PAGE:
Who wrote that?
Apart from trivial ones, obviously.

Last fiddled with by raresaturn on 2022-11-21 at 05:35
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Old 2022-11-21, 08:18   #63
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I bet I know a prime at least as large as any prime you know, or larger, which has no anagrams.
But there is a catch... It is in base 2...
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Old 2022-11-21, 16:02   #64
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Quote:
Originally Posted by LaurV View Post
I bet I know a prime at least as large as any prime you know, or larger, which has no anagrams.
But there is a catch... It is in base 2...
Good one!

For n > 1, there is ("Bertrand's Postulate") at least one prime between 2^(n-1) and 2^n. These are the primes with precisely n bits. My rough-and-ready guess is that, like the integers in (2^(n-1),2^n), the number of binary 1's in these primes is highly concentrated around n/2.

An actual count for n = 27 gives the following totals for numbers of 1's from 1 to 27.

[0, 0, 2, 40, 279, 1291, 5706, 20287, 51822, 117870, 224567, 355931, 487555, 563833, 558175, 489259, 355960, 215725, 119409, 51953, 18651, 5720, 1498, 178, 33, 0, 0]

There are no odd primes with exactly one binary one. The only possible primes with two binary ones are the Fermat primes. There is a decent chance of a single n-bit prime with exactly three binary ones (The first and last bit have to be 1, leaving one 1 among the remaining bits.)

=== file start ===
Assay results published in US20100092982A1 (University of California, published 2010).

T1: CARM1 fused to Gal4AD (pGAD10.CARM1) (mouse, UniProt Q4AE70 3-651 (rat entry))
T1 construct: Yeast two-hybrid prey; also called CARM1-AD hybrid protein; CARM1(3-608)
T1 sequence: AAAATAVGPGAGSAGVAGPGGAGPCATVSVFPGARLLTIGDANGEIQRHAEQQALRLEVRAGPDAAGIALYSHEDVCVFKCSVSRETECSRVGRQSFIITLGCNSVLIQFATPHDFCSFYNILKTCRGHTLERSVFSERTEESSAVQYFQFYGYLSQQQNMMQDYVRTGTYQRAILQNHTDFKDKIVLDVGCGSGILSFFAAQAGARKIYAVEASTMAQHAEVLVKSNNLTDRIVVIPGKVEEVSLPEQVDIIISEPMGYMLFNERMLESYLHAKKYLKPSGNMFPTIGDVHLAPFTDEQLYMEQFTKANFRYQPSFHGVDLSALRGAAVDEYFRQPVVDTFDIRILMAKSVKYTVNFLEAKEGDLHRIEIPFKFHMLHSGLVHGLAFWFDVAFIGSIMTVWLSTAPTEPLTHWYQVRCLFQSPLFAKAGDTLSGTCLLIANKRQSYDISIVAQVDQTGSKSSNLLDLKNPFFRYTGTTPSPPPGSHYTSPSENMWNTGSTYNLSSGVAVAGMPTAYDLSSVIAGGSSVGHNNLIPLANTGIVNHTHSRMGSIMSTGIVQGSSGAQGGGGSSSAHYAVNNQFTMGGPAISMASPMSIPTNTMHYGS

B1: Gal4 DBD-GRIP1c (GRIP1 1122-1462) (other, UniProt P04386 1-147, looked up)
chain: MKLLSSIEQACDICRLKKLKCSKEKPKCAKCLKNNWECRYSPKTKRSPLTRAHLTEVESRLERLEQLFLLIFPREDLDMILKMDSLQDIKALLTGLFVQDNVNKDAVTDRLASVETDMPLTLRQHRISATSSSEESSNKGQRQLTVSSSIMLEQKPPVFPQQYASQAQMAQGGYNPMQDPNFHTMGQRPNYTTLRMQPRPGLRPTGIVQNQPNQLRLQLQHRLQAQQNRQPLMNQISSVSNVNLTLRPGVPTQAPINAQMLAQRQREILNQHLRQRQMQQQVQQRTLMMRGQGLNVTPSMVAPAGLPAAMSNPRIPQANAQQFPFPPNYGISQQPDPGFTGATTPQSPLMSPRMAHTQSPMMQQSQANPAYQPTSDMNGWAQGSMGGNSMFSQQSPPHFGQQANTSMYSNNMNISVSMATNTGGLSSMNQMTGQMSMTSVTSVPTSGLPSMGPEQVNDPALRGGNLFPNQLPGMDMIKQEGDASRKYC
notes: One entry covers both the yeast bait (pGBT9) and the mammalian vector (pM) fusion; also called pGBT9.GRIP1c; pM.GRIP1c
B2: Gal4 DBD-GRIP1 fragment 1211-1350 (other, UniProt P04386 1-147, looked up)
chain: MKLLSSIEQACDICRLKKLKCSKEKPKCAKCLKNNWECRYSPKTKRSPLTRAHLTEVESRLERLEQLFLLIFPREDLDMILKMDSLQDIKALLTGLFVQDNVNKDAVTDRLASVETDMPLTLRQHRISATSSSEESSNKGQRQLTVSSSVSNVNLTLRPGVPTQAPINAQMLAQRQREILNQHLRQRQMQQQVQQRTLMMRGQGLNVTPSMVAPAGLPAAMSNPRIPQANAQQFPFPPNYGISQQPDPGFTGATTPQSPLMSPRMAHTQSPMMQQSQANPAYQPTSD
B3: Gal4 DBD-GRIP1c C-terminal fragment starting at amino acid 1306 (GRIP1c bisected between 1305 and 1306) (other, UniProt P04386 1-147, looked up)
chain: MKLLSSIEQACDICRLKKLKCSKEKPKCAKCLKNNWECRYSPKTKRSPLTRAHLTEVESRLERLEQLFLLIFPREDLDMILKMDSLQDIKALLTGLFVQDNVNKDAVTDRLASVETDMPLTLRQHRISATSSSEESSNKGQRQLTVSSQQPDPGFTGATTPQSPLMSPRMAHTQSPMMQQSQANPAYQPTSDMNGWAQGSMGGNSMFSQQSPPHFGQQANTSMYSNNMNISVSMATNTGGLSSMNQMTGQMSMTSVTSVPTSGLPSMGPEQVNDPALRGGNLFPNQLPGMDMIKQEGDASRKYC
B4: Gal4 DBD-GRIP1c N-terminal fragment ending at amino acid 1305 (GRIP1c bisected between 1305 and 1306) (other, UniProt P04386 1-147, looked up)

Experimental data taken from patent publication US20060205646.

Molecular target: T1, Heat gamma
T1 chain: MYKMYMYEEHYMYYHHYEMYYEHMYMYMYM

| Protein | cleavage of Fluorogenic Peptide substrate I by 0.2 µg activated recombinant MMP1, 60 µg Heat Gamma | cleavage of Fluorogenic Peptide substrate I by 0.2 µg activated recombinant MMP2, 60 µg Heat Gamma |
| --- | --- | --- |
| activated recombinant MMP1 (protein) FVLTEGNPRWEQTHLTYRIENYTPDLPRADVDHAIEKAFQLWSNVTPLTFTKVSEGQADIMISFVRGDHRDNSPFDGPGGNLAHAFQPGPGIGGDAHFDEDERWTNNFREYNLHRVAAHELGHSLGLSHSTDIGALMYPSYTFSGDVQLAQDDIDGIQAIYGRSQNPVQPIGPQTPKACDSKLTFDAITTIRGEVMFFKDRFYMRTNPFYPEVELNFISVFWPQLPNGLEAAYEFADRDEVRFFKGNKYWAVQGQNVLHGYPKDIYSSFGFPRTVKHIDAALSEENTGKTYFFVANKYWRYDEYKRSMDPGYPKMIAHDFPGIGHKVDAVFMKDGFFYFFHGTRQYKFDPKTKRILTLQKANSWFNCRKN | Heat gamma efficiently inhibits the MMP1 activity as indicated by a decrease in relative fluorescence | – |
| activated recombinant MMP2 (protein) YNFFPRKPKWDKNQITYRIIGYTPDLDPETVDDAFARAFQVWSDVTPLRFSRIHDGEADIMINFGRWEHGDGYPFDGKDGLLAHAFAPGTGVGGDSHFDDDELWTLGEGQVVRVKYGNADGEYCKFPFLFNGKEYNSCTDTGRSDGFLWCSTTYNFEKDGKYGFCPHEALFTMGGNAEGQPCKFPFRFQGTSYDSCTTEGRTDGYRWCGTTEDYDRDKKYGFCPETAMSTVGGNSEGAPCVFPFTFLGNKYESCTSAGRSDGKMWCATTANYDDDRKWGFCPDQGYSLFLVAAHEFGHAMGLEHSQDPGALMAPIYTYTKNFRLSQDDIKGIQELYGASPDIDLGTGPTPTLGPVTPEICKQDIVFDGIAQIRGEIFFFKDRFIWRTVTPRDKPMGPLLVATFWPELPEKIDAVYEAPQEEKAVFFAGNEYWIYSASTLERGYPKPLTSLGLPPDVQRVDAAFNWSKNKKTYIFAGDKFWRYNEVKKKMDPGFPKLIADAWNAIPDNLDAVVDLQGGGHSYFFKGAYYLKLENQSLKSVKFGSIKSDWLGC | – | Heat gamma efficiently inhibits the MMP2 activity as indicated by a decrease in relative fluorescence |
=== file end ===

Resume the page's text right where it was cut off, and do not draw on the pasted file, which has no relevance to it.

The only primes with no binary digits of 0 are the Mersenne primes.

There is exactly one 25-bit prime p with 3 binary ones. In decimal, with vector of binary digits,

16777729 [1, 0, 0, 0, 0, 0, 0, 0, 0, 0, 0, 0, 0, 0, 0, 1, 0, 0, 0, 0, 0, 0, 0, 0, 1]

And there is at least a chance that there is precisely one n-bit prime with exactly n-1 binary ones.

This is realized, again with n = 25:

33546239 [1, 1, 1, 1, 1, 1, 1, 1, 1, 1, 1, 0, 1, 1, 1, 1, 1, 1, 1, 1, 1, 1, 1, 1, 1]
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Old 2022-11-25, 19:28   #65
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Here's the apparent champion of primes* for which all anagrams are composite. It was found by unconnected a few years ago: 68400000000000000000000...0000000000000000001 (1'127'121 decimal digits, and notably five distinct digits are used).

I think this is a rather good closing point.

*and it is a proven prime, too, unlike other near/quasi-repunits which are PRPs
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Old 2022-11-25, 19:53   #66
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If I put all the zeros in front and put the remaining digits in order I get 00...0006841, which is also prime. Maybe others numbers, too, where we do not need to start with zero as a digit. As long as we have the 1 at the end, why shouldn't there be other prime possible? Have you checked all others?

Last fiddled with by kruoli on 2022-11-25 at 19:55 Reason: Grammar.